Tuesday, July 20, 2010

Do Rice Daddies Hate Parenting?

You've no doubt read the flurry of reactions that followed writer Jennifer Senior's New York Magazine cover story earlier this month, "All Joy and No Fun: Why Parents Hate Parenting." Last week, NPR's Tell Me More with Michel Martin devoted its regular parenting segment, "Mocha Moms," to discussing the article.

Today, I joined Keith Morton of African American Dad (who I had the pleasure of speaking with in 2008 and 2009 on Tell Me More's pre-Father's Day roundtables), Paul Fidalgo of Bloc Raisonneur, New York Magazine writer Jennifer Senior, and host Michel Martin to lend a dad's perspective on the issue.

I think it was a pretty good discussion, and would love to hear your opinions here. (Oh, and this was my 1-and-a-half-year-old's NPR debut! LOL--didn't realized she'd be that loud!)


bigWOWO said...

Great podcast, J! I blogged about it here:


I tend to agree with the article, that parenting doesn't necessarily boost happiness. Of course this differs from person to person, but as a general rule, I think parenting just happens to be one of many paths that people choose. I know so many people my age who are married without children, and they are fine with the lifestyles they've chosen.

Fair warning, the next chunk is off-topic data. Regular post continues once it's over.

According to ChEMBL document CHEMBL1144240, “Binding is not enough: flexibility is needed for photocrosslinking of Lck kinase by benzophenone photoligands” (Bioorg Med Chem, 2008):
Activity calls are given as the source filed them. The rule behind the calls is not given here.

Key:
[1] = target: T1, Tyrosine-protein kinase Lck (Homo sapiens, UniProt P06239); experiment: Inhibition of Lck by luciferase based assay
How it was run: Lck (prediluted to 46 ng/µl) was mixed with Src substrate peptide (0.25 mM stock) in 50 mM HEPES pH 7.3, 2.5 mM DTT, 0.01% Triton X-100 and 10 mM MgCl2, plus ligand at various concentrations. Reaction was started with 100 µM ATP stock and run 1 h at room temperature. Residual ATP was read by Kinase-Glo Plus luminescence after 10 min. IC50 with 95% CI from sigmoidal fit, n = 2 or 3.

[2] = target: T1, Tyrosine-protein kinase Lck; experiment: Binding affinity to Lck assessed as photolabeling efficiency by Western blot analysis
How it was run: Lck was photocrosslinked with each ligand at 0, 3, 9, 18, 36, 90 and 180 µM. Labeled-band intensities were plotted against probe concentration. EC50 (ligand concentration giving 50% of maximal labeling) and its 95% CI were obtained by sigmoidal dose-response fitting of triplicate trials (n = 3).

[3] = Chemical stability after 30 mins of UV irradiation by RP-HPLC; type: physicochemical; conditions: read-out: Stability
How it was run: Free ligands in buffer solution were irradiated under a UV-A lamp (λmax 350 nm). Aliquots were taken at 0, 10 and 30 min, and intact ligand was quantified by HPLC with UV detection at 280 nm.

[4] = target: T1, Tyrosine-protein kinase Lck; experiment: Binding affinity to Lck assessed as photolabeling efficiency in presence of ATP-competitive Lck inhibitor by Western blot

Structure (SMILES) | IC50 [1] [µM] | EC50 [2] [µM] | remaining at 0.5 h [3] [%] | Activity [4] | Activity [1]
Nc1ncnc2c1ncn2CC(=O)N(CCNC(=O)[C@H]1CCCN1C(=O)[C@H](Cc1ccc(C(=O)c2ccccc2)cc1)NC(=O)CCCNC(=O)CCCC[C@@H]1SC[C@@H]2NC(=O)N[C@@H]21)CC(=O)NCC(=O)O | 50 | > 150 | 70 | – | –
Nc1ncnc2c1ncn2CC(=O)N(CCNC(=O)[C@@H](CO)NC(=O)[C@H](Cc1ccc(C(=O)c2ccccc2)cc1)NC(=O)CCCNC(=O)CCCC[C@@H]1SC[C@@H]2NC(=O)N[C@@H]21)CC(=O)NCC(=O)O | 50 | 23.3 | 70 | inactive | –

About the podcast: I thought it was too early for Paul Fidalgo to say much about fatherhood. He's a bright guy with a great attitude, but he's only been doing it for seven months! I think it would've been more interesting if they had interviewed at least one person with teenagers who has been through the diapers, piano lessons, organized sports, junior prom, etc.

Beta Dad said...

Weird. I had many problems leaving a comment. Somehow I got onto a screen that didn't look like the regular blogger comment form. Probably my poor navigation skills.

Anyway, I went ahead and wrote a response to the article and the NPR show on Daddy Dialectic.

Here's a link.


Unknown said...
This comment has been removed by the author.
Unknown said...

Oddly enough I was working on a post about it.

It's up now:

Too loaded a topic for just one comment. It was a good article and a good NPR piece. I liked that you provided a background for your comment. I think it is important. I wish during the conversation culture would have been brought more into the forefront. Jennifer identifies in her article that the studies were done with middle class parents. Was culture a factor?